Tuesday, December 16, 2014

Purcell on the Value of Legal History for Legal Education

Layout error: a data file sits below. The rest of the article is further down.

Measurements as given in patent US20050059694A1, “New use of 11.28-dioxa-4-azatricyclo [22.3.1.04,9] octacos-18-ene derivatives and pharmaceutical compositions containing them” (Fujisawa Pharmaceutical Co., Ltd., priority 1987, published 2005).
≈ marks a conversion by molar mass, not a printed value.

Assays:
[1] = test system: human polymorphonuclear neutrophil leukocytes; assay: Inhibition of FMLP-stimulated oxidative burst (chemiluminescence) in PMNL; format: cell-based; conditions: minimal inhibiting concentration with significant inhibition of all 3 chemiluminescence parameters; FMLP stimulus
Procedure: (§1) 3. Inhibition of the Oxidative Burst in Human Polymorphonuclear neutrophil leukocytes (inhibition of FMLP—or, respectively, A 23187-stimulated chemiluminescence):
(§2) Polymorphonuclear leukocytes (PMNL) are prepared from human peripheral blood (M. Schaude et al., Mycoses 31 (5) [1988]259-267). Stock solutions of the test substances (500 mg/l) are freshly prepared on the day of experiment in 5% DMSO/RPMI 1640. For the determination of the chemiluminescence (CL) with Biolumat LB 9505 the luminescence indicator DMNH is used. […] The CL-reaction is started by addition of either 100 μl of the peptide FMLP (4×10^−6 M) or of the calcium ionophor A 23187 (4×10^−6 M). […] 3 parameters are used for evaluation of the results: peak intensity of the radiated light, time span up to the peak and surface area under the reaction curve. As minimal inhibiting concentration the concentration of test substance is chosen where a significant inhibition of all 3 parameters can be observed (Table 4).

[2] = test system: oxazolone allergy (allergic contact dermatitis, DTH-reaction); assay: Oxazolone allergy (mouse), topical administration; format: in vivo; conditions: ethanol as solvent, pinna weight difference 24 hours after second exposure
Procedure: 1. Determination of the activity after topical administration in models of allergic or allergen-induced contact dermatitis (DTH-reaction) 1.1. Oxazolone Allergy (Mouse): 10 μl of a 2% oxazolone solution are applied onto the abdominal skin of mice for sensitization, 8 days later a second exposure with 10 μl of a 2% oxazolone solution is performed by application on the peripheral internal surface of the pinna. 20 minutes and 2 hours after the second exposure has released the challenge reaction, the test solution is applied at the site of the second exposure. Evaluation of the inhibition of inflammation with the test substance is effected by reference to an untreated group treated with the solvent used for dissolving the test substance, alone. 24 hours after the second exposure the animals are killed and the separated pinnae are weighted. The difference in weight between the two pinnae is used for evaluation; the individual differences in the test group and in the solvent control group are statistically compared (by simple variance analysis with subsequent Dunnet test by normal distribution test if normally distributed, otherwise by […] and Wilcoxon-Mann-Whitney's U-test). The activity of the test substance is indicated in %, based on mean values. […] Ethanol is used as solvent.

Many of us law professors have already received "Paradoxes of Court-Centered Legal History: Some Values of Historical Understanding for a Practical Legal Education," Edward A. Purcell, Jr., New York Law School, in the Journal of Legal Education 64 (November 2014): 229-57.  Now everyone can download it here.  Professor Purcell takes up “the pressing contemporary educational questions: Does legal history contribute to a full, sound, and truly practical legal education?  If so, how?”  He answers it “by considering in greater detail what we can learn from but one of its many diverse sub-fields,” “court-centered legal history,” which “focuses on courts, judges, judge-made law, and the processes of judicial decision-making.”  His approach is to pursue various manifestation of the paradoxical nature of legal history: which “lies in the fact that for law and the judicial process it is both acutely subversive and profoundly supportive.”